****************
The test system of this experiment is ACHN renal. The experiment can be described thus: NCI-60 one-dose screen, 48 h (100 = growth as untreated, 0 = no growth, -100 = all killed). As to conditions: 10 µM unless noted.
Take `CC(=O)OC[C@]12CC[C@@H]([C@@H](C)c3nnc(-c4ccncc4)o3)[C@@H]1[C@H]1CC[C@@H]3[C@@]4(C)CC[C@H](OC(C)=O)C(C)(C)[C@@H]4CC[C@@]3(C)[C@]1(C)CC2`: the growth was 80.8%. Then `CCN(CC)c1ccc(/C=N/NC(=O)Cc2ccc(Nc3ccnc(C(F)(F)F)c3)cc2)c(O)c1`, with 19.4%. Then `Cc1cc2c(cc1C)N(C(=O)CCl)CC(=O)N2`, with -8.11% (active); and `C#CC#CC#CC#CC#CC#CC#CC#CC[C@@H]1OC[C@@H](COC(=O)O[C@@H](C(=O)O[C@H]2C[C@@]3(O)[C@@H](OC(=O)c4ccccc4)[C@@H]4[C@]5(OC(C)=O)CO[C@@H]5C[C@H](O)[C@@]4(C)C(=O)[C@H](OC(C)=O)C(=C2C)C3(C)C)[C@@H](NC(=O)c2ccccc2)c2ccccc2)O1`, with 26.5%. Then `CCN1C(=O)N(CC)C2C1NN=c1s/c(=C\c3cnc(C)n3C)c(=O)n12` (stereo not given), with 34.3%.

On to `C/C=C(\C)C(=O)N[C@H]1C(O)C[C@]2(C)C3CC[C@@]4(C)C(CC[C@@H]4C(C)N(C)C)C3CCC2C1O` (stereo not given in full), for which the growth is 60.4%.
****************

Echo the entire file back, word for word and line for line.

The test system of this experiment is ACHN renal. The experiment can be described thus: NCI-60 one-dose screen, 48 h (100 = growth as untreated, 0 = no growth, -100 = all killed). As to conditions: 10 µM unless noted.
Take `CC(=O)OC[C@]12CC[C@@H]([C@@H](C)c3nnc(-c4ccncc4)o3)[C@@H]1[C@H]1CC[C@@H]3[C@@]4(C)CC[C@H](OC(C)=O)C(C)(C)[C@@H]4CC[C@@]3(C)[C@]1(C)CC2`: the growth was 80.8%. Then `CCN(CC)c1ccc(/C=N/NC(=O)Cc2ccc(Nc3ccnc(C(F)(F)F)c3)cc2)c(O)c1`, with 19.4%. Then `Cc1cc2c(cc1C)N(C(=O)CCl)CC(=O)N2`, with -8.11% (active); and `C#CC#CC#CC#CC#CC#CC#CC#CC[C@@H]1OC[C@@H](COC(=O)O[C@@H](C(=O)O[C@H]2C[C@@]3(O)[C@@H](OC(=O)c4ccccc4)[C@@H]4[C@]5(OC(C)=O)CO[C@@H]5C[C@H](O)[C@@]4(C)C(=O)[C@H](OC(C)=O)C(=C2C)C3(C)C)[C@@H](NC(=O)c2ccccc2)c2ccccc2)O1`, with 26.5%. Then `CCN1C(=O)N(CC)C2C1NN=c1s/c(=C\c3cnc(C)n3C)c(=O)n12` (stereo not given), with 34.3%.

On to `C/C=C(\C)C(=O)N[C@H]1C(O)C[C@]2(C)C3CC[C@@]4(C)C(CC[C@@H]4C(C)N(C)C)C3CCC2C1O` (stereo not given in full), for which the growth is 60.4%.